These are some examples of propaganda from the 1860s that were meant to scare the hell out of Northerners who were still on the fence regarding abolition and equal rights for all Americans regardless of race.
No. 2, Miscegenation or the millennium of abolitionism
The second in a series of anti-Lincoln satires by Bromley & Co. This number was deposited for copyright on July 1, 1864.
The artist conjures up a ludicrous vision of the supposed consequences of racial equality in America in this attack on the Republican espousal of equal rights. The scene takes place in a park-like setting with a fountain in the shape of a boy on a dolphin and a large bridge in the background.
A black woman (left), “Miss Dinah, Arabella, Aramintha Squash,” is presented by abolitionist senator Charles Sumner to President Lincoln. Lincoln bows and says, “I shall be proud to number among my intimate friends any member of the Squash family, especially the little Squashes.” The woman responds, “Ise ‘quainted wid Missus Linkum I is, washed for her ‘fore de hebenly Miscegenation times was cum. Dont do nuffin now but gallevant ’round wid de white gemmen!”
A second mixed couple sit at a small table (center) eating ice cream. The black woman says, “Ah! Horace its-its-its bully ‘specially de cream.” Her companion, Republican editor Horace Greeley, answers, “Ah! my dear Miss Snowball we have at last reached our political and social Paradise. Isn’t it extatic?”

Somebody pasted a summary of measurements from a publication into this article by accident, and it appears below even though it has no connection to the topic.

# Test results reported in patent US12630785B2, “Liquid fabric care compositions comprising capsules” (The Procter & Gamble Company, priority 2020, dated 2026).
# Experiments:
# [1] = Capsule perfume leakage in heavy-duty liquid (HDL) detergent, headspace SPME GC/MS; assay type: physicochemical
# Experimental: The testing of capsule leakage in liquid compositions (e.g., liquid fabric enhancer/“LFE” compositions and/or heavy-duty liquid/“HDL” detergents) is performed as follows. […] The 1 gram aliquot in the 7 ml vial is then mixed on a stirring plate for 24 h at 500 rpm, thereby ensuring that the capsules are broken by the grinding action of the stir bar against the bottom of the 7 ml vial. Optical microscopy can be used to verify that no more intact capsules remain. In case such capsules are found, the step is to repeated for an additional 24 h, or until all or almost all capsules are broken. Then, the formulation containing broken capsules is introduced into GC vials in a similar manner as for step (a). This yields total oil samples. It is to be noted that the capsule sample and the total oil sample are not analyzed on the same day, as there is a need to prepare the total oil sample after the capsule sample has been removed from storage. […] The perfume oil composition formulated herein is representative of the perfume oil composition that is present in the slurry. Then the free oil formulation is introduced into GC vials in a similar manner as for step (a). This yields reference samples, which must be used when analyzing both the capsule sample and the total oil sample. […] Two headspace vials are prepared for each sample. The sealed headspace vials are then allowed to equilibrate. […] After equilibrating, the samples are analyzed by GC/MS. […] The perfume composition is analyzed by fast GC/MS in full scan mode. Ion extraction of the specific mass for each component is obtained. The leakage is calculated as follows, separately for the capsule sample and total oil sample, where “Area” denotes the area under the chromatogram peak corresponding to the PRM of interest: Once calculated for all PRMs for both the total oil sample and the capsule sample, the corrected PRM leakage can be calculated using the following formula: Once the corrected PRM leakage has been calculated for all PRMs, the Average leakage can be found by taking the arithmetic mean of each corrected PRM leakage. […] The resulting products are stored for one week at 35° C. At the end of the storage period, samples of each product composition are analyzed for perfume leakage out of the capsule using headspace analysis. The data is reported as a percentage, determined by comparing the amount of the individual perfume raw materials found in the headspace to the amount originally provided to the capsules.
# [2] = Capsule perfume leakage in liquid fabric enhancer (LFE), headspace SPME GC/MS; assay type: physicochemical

To the right a white woman embraces a black dandy, saying, “Oh! You dear creature. I am so agitated! Go and ask Pa.” He replies, “Lubly Julia Anna, name de day, when Brodder Beecher [abolitionist clergyman Henry Ward Beecher] shall make us one!”
At the far right a second white woman sits on the lap of a plump black man reminding him, “Adolphus, now you’ll be sure to come to my lecture tomorrow night, wont you?” He assures her, “Ill be there Honey, on de front seat, sure!”
A German onlooker (far right) remarks, “Mine Got. vat a guntry, vat a beebles!”
A well-dressed man with a monocle exclaims, “Most hextwadinary! Aw neva witnessed the like in all me life, if I did dem me!”
An Irishwoman pulls a carriage holding a black baby and complains, “And is it to drag naggur babies that I left old Ireland? Bad luck to me.”
In the center a Negro family rides in a carriage driven by a white man with two white footmen. The father lifts his hat and says, “Phillis de-ah dars Sumner. We must not cut him if he is walking.”
Their driver comments, “Gla-a-ang there 240s! White driver, white footmen, niggers inside, my heys! I wanted a sitiwation when I took this one.”
No. 4, The miscegenation ball
Although slightly different in format, this appears to be the fourth in the Bromley series of anti-Republican satires. As in no. 2 of the series, “Miscegenation or the Millenium of Abolitionism,” the artist plays on Northern fears of racial intermingling.
Here, white men are dancing and flirting with black women in a large hall. Above the musicians’ stage hangs a portrait of Abraham Lincoln. At right hangs a banner “Universal Freedom, One Constitution, One Destiny. Abraham Lincoln Prest.”
The text below further describes the scene: